Don't Ever Light Up! One Cigarette Can Be Deadly

This is the scariest smoking report ever.

Don’t Ever Light Up! One Cigarette Can Be Deadly

This is the scariest smoking report ever.

-Jane Farrell

A woman smoking

Cigarette smoke is so deadly that it can cause immediate DNA damage to both smokers and people who are exposed to secondhand smoke, according to a report from the U.S. Surgeon General.

The report is the 30th tobacco-related study issued by the Surgeon General’s office since it published its first report in 1964.

Read Stop Smoking—And Stay Skinny

According to a news release from the federal department of Health and Human Services, which includes the surgeon general’s office, the “cellular damage and tissue inflammation from tobacco smoke are immediate.” Regina Benjamin, the surgeon general, said that “inhaling even the smallest amount of tobacco can also damage your DNA, which can lead to cancer.”

Some other frightening facts from HHS:

*Not only does smoking cause cancer, it also decreases the efficiency of chemotherapy and other cancer treatments.
*Smoking can cause cancer almost anywhere in the body.
*Tobacco smoke contains more than 7,000 chemicals and compounds; at least 70 of those cause cancer.
*Cigarettes that are manufactured today deliver nicotine “more quickly and efficiently than the cigarettes of many years ago.”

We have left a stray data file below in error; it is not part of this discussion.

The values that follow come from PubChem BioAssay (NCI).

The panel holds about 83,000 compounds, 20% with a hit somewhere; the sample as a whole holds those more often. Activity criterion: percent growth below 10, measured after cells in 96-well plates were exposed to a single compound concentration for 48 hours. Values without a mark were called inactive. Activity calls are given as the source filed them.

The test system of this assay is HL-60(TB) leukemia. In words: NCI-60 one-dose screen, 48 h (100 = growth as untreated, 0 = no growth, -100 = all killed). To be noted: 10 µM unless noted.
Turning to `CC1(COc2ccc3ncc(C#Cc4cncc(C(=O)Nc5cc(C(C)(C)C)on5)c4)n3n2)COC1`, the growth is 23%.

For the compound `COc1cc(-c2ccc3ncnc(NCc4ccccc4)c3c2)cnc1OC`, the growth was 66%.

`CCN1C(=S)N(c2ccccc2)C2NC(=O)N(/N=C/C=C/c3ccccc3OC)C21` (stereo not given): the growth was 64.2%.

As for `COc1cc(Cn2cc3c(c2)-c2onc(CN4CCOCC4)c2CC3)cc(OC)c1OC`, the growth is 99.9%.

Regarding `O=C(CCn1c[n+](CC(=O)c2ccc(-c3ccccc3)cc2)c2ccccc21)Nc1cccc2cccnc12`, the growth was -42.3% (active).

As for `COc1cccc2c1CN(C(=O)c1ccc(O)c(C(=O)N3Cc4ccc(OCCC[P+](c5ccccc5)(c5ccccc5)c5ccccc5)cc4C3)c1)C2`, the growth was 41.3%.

Since anywhere between 45 and 48 million Americans smoke, tobacco use is one of the most serious public-health problem the country faces. HHS Secretary Kathleen Sibelius said that reducing smoking is one of the most important health goals of the Administration. “Over the last two years we have stepped up efforts to reduce tobacco use, including implementing legislation to regulate tobacco products, investing in local tobacco control efforts and expanding access to insurance coverage for tobacco cessation.”

Benjamin stressed, though, that even with the serious damage tobacco causes, it’s never too late to quit. “But the sooner, the better,” she added. “Quitting at any time gives your body the chance to heal.”

Smokers who want to quit can visit the website www.smokefree.gov or call 1-800-QUITNOW. (hhs)

Jane Farrell is a senior editor at BettyConfidential.


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